Perez shoots 68, shares early Valero lead

By Will GrayMarch 28, 2014, 1:01 am

Fog delayed the start of the Valero Texas Open for more than two hours Thursday morning, and once play began at TPC San Antonio, many of the bigger names in the field began to struggle. Pat Perez had no such issues, though, as the 38-year-old was among three co-leaders when play was suspended because of darkness:

Leaderboard: Pat Perez (-4), Danny Lee (-4), Andrew Loupe (-4 through 11 holes), Chesson Hadley (-3), Will MacKenzie (-3), Seung-Yul Noh (-3), Cameron Beckman (-3)

What it means: Perez already has three top-10 finishes this season, including a runner-up at Torrey Pines, and jumped out to an early lead Thursday afternoon. He was joined late in the day by Lee, but the leaderboard remained crowded when play was suspended, with 29 players within two shots of the lead.

Round of the day: Perez was in the first group off No. 1 after the fog lifted, and he closed his round with a flurry to jump to the top of the leaderboard. The veteran birdied each of his final three holes, capping his round with a 17-footer on No. 18 to card a 4-under 68.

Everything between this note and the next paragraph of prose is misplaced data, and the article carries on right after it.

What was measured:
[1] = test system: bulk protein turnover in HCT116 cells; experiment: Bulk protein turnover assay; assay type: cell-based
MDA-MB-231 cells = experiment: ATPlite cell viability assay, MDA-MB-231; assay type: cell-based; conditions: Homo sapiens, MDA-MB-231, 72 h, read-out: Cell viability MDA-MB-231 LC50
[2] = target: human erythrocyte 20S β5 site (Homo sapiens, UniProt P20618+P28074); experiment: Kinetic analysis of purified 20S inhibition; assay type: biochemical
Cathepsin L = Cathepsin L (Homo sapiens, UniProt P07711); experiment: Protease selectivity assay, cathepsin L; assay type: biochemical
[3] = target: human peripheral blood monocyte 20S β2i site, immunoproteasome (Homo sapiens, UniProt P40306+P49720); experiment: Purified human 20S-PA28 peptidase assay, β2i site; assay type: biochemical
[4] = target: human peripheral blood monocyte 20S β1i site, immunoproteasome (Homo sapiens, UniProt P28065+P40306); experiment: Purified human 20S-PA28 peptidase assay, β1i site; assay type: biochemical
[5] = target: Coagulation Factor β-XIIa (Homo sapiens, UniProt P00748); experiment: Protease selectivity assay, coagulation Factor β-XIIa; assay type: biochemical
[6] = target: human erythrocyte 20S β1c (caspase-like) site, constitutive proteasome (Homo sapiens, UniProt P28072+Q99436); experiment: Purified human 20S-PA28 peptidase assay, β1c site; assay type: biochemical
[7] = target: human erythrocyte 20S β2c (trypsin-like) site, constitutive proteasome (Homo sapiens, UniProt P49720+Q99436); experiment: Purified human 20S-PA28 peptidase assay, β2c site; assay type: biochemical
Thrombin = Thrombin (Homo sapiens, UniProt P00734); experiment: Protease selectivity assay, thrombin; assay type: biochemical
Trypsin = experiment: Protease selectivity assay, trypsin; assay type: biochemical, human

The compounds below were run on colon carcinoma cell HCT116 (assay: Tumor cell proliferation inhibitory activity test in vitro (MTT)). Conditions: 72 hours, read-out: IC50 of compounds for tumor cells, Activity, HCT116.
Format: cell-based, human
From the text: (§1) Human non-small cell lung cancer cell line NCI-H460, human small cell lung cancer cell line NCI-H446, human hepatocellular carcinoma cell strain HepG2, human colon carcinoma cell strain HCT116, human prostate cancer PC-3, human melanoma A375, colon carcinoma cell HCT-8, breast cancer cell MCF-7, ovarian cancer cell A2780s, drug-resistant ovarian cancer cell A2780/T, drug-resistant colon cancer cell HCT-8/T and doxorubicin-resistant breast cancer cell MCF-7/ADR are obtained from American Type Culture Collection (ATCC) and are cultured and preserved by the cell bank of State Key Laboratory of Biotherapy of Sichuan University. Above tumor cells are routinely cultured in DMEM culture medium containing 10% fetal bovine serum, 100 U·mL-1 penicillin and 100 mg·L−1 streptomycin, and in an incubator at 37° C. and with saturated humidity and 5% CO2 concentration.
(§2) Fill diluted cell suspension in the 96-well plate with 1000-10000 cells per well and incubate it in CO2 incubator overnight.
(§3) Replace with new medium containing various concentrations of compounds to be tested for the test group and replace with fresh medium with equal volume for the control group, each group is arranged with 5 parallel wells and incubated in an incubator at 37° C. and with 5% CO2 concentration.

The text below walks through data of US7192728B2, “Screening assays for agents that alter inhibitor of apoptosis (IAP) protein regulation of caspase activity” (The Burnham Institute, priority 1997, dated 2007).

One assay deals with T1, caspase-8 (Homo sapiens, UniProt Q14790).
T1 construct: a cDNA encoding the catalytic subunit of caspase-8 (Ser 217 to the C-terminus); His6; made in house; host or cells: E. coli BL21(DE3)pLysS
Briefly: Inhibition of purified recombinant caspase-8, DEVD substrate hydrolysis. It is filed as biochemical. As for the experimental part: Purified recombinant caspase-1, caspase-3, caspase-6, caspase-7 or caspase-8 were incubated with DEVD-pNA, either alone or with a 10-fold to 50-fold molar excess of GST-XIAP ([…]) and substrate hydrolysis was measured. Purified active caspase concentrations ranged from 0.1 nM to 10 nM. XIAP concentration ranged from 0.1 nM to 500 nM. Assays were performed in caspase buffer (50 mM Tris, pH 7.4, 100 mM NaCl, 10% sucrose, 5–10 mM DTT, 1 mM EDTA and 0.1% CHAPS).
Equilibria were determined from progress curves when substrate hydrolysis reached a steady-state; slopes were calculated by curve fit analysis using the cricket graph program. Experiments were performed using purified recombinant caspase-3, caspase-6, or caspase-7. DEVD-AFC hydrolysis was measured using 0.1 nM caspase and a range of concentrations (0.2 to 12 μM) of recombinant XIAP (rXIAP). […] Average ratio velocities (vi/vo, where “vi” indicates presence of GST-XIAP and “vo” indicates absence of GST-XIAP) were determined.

Best of the rest: Lee was a runner-up this month in Puerto Rico, and he’s factoring again this week after equaling Perez with a 68. The Kiwi made five birdies against one bogey, including four birdies in his final five holes. He’ll look to improve upon the last time he held an early lead, when he went from first to a missed cut at the Valspar Championship following a second-round 79.

Biggest disappointment: Tournament officials were excited to add Phil Mickelson to the field last week, but it appears the southpaw’s stay in San Antonio may be a short one. Mickelson made just two birdies en route to a 5-over 77, tied for the second-highest score among players who completed their opening rounds.

Main storyline heading into Friday; With half the field returning to the course early Friday morning to complete the first round, the leaderboard could look different by the time Round 2 gets underway. Perez and Lee are among the large group looking for a Masters berth with a win this week, and veterans such as Zach Johnson and Jim Furyk lurk just two shots off the pace.

Quote of the day: “I’m pretty used to waiting anyway, so it wasn’t that bad.” – Perez, one of the Tour’s fastest players, on handling the early-morning fog delay.

Ogilvy urges distance rollback of ball

By Golf Channel DigitalNovember 23, 2017, 8:49 pm

Add Geoff Ogilvy to the chorus of voices calling for a distance rollback of the golf ball.